George Frederick HandelGeorge Frederick Handel (Georg Friedrich Händel) was born at Halle in Germany in 1685. He originally studied for the law and then began to write operas. He moved to Italy in 1706 and to England in 1710, where in 1726 he became a British subject. From operas, Handel turned to the writing of oratorios, works with a religious theme to be sung by soloists and a chorus. His greatest work, The Messiah, was first performed in Dublin in 1741. The words are Scriptural passages from both Testaments dealing with the birth, death, and resurrection of Jesus. G B Shaw referred to it as “the hymn that can make atheists cry.” (My advisor, Herbert Feigl, an atheist of Jewish ancestry, loved it and went to church whenever it was to be sung.) In most large towns in the English-speaking world, it is performed every Christmas and Easter. Handel died 14 April 1759.

— by James Kiefer

Henry Purcell, by John ClostermanHenry Purcell (10 September 1659 (?)– 21 November 1695), was an English organist and Baroque composer of secular and sacred music. Although Purcell incorporated Italian and French stylistic elements into his compositions, his legacy was a uniquely English form of Baroque music.

Purcell was born in Westminster (now part of London) into a family of musicians. His family was connected with the Royal Court, and Henry was a chorister in the Chapel Royal until his voice broke in 1673.

In 1679, his teacher, Dr. John Blow, who had been appointed organist of Westminster Abbey in 1669, resigned his office in favour of his pupil. Purcell now devoted himself almost entirely to the composition of sacred music, and for six years severed his connection with the theatre. However, the composition of his chamber opera Dido and Aeneas, which forms a very important landmark in the history of English dramatic music, has been attributed to this period.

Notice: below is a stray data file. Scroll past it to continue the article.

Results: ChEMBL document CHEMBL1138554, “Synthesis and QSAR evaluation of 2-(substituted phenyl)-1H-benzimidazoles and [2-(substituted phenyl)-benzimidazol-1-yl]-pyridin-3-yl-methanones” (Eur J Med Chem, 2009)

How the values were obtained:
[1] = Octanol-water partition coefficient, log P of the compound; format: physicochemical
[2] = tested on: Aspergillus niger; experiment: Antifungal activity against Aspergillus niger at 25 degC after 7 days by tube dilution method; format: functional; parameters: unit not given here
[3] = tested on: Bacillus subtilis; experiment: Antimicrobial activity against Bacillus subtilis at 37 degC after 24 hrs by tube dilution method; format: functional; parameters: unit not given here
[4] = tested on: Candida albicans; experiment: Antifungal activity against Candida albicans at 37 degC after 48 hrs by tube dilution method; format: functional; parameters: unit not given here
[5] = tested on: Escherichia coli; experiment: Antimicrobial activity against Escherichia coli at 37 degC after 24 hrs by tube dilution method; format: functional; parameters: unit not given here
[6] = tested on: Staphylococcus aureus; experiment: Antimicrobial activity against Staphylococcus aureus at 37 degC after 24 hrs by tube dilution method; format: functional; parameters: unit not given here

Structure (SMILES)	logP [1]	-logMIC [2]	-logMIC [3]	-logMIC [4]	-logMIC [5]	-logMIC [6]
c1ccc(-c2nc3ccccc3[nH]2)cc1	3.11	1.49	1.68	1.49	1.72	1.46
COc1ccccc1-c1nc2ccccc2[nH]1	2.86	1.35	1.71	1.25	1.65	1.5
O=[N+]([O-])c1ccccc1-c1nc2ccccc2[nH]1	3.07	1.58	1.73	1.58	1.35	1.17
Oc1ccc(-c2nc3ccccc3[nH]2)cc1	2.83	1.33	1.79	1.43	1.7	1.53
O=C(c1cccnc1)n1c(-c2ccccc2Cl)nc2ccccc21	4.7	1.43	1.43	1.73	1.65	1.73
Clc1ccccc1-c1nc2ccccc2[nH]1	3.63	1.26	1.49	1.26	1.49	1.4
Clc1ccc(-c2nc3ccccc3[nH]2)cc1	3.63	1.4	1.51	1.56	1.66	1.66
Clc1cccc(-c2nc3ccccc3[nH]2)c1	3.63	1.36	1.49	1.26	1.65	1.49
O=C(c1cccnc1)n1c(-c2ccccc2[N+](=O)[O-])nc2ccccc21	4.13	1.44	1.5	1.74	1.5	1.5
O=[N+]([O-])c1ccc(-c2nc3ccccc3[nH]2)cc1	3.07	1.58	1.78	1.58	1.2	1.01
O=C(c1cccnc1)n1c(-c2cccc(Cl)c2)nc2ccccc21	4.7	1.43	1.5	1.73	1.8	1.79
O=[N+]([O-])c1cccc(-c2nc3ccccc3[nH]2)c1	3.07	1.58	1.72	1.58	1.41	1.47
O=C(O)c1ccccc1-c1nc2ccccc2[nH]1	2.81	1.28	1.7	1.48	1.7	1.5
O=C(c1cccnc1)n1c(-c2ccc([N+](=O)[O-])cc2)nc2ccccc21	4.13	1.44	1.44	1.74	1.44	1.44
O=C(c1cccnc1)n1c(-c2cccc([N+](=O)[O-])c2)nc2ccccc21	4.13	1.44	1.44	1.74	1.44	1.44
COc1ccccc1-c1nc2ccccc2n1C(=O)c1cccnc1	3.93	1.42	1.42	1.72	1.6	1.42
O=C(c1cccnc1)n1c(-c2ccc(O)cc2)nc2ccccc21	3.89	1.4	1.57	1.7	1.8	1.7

Soon after Purcell’s marriage, in 1682, on the death of Edward Lowe, he was appointed organist of the Chapel Royal, an office which he was able to hold simultaneously with his position at Westminster Abbey. For some years after this, he was busy in the production of sacred music, odes addressed to the king and royal family, and other similar works. In 1685, he wrote two of his finest anthems, “I was glad” and “My heart is inditing”, for the coronation of King James II. One of Purcell’s most elaborate, most important and most magnificent works was a birthday ode for Queen Mary. It is titled Come ye Sons of Art, and was written by Nahum Tate and set by Purcell. Purcell’s Te Deum and Jubilate Deowere written for Saint Cecilia’s Day, 1693, the first English Te Deum ever composed with orchestral accompaniment.

Purcell died in 1695 at his home in Dean’s Yard, Westminster, at the height of his career. Purcell is buried adjacent to the organ in Westminster Abbey. The music that he had earlier composed for Queen Mary’s funeral was performed during his as well. Purcell was universally mourned as ‘a very great master of music.’

— more at Wikipedia

 

Jul 27 – William Reed Huntington

July 27 - William Reed Huntington

William Reed Huntington
Priest
27 May 1909

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A Prayer